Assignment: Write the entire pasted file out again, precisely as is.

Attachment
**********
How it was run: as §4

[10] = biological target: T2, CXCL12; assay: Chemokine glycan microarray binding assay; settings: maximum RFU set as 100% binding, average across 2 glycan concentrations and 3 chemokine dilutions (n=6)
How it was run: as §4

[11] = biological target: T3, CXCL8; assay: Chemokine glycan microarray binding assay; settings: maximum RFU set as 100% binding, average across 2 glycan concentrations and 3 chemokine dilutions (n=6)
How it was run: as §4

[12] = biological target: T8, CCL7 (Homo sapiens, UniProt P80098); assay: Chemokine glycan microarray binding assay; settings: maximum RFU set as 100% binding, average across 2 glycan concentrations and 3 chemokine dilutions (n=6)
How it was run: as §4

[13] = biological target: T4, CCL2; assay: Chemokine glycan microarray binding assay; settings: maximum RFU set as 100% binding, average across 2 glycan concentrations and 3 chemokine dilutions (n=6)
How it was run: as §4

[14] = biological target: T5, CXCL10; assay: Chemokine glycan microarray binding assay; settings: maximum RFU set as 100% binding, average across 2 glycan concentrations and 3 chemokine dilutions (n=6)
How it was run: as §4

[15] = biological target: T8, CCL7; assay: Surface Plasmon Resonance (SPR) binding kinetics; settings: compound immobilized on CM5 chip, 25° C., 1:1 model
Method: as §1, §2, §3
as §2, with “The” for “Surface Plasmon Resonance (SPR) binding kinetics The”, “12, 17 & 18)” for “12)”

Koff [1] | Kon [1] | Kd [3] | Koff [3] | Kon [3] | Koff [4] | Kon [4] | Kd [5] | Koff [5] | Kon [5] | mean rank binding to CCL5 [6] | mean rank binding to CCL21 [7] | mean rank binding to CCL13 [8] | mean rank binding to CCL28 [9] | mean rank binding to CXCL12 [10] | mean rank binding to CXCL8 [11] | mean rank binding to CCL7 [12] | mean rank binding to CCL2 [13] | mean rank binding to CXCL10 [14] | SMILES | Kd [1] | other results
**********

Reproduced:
How it was run: as §4

[10] = biological target: T2, CXCL12; assay: Chemokine glycan microarray binding assay; settings: maximum RFU set as 100% binding, average across 2 glycan concentrations and 3 chemokine dilutions (n=6)
How it was run: as §4

[11] = biological target: T3, CXCL8; assay: Chemokine glycan microarray binding assay; settings: maximum RFU set as 100% binding, average across 2 glycan concentrations and 3 chemokine dilutions (n=6)
How it was run: as §4

[12] = biological target: T8, CCL7 (Homo sapiens, UniProt P80098); assay: Chemokine glycan microarray binding assay; settings: maximum RFU set as 100% binding, average across 2 glycan concentrations and 3 chemokine dilutions (n=6)
How it was run: as §4

[13] = biological target: T4, CCL2; assay: Chemokine glycan microarray binding assay; settings: maximum RFU set as 100% binding, average across 2 glycan concentrations and 3 chemokine dilutions (n=6)
How it was run: as §4

[14] = biological target: T5, CXCL10; assay: Chemokine glycan microarray binding assay; settings: maximum RFU set as 100% binding, average across 2 glycan concentrations and 3 chemokine dilutions (n=6)
How it was run: as §4

[15] = biological target: T8, CCL7; assay: Surface Plasmon Resonance (SPR) binding kinetics; settings: compound immobilized on CM5 chip, 25° C., 1:1 model
Method: as §1, §2, §3
as §2, with “The” for “Surface Plasmon Resonance (SPR) binding kinetics The”, “12, 17 & 18)” for “12)”

Koff [1] | Kon [1] | Kd [3] | Koff [3] | Kon [3] | Koff [4] | Kon [4] | Kd [5] | Koff [5] | Kon [5] | mean rank binding to CCL5 [6] | mean rank binding to CCL21 [7] | mean rank binding to CCL13 [8] | mean rank binding to CCL28 [9] | mean rank binding to CXCL12 [10] | mean rank binding to CXCL8 [11] | mean rank binding to CCL7 [12] | mean rank binding to CCL2 [13] | mean rank binding to CXCL10 [14] | SMILES | Kd [1] | other results